The horse’s foregut includes the mouth, esophagus, stomach and small intestine. The hindgut includes the cecum, large colon, small colon and rectum. A horse’s stomach can hold only about 8 to 15 litres. The food passes through the stomach into the small intestine and then to the cecum, large intestine and colon, called the hindgut. The process of fermentation, which allows horses to break down cellulose, takes place in the hindgut of the horse. This system allows the horse to digest simple carbohydrate sources such as starch from grain in the foregut. Fibrous sources such as oat hulls, soy hulls, beet pulp, hay and pasture grass are digested in the hindgut. The small intestine is where the nutrients from carbohydrates are absorbed. Nutrients from fibre in the diet are absorbed in the hindgut.

LINK: Go to Think Like a Horse to explore many different photographs, illustrations and drawings – some of them interactive – on horse anatomy. How do these photographs, illustrations and drawings help to expand your understanding of horse anatomy?

The relationship between the structure and function of a horse’s body can help you better understand, care for and responsibly manage a horse.

The poll is the highest point on a horse’s head and is found between the ears.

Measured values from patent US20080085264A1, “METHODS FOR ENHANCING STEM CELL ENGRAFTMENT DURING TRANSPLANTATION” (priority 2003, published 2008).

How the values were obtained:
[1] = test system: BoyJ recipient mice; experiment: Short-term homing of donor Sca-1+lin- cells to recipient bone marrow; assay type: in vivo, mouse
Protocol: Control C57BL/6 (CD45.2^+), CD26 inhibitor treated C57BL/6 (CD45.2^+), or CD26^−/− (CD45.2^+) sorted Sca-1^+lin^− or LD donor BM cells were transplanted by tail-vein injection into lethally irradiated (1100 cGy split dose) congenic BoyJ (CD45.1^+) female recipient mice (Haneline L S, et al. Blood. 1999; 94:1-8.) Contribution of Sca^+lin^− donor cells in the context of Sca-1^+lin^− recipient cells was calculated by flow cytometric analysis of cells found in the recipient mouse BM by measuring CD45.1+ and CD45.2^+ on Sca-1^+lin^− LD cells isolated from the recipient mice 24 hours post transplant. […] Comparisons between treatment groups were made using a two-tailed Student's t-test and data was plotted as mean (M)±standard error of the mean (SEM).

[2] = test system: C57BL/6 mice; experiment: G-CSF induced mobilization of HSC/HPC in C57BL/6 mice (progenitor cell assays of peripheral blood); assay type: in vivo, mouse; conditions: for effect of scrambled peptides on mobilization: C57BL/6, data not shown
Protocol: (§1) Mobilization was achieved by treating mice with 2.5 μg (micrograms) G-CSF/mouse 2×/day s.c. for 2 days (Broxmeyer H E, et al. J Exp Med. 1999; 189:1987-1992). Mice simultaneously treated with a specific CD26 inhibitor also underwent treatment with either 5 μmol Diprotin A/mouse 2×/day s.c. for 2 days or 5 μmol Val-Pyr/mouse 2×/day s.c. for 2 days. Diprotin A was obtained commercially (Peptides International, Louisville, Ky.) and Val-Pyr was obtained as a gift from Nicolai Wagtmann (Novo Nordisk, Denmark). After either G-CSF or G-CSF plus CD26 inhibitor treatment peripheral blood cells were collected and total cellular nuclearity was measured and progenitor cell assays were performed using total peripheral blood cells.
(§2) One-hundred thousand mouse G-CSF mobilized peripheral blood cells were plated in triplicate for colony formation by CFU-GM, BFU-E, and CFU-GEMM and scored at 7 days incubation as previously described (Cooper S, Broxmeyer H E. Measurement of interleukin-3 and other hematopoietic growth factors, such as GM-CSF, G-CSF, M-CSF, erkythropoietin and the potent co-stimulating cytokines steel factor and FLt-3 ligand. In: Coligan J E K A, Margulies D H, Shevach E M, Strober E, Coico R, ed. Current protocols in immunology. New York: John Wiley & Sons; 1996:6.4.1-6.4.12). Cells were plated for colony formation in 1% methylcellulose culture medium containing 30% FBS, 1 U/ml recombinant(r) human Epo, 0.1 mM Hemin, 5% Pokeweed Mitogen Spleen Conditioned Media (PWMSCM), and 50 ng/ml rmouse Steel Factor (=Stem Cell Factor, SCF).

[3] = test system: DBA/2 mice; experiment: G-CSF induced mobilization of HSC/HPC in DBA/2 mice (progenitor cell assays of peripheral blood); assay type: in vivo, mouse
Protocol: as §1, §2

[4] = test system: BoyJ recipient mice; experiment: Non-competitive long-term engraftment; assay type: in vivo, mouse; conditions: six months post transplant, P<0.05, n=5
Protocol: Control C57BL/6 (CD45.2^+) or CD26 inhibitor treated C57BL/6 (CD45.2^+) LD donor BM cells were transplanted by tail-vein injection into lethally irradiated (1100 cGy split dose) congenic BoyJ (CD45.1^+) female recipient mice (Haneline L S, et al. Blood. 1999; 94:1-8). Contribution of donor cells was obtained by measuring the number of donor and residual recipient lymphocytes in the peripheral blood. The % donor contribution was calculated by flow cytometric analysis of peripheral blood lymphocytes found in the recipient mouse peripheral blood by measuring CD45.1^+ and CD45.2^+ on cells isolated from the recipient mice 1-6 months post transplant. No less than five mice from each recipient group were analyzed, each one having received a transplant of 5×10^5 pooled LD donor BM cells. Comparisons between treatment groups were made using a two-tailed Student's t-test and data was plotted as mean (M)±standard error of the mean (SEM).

The crest is the top line of the neck. Withers are the prominent “bony” ridge near the base of the mane where the neck meets the back. A horse’s height is measured at its withers.

The back stretches from the withers to the loin and includes part of the horse’s spinal column.

The loin is a short, muscled area that joins the back to the croup.

The croup is the area at the top of the rump and in front of the tail. It extends from the highest part of the hip to the tail.

The point of the hip is the bony point that lies just forward and below the croup.

The horse’s tail helps provide the horse with balance. 

The tailhead is the base of the horse’s tail. The tail has many small vertebrae in it, called the dock.

The thigh is a large muscled area below the croup. It is in front of the buttock and behind the stifle joint.

The flank is the area between the belly and the hindquarters.

The stifle is a joint, similar to a person’s knee joint, at the front of the thigh in the flank area. It is the point where the horse’s hind leg meets the body. It is the largest joint in the horse’s body and stabilizes the leg when the horse is moving.

The gaskin is a muscled area of the hind leg. It is above the hock and below the stifle.